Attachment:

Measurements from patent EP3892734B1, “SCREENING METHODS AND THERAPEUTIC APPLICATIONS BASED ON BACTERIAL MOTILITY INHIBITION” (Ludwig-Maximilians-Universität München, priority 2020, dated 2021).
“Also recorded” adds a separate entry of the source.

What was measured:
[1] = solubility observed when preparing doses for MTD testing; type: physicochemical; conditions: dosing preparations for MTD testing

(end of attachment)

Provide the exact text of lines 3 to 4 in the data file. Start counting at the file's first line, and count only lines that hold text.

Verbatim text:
What was measured:
[1] = solubility observed when preparing doses for MTD testing; type: physicochemical; conditions: dosing preparations for MTD testing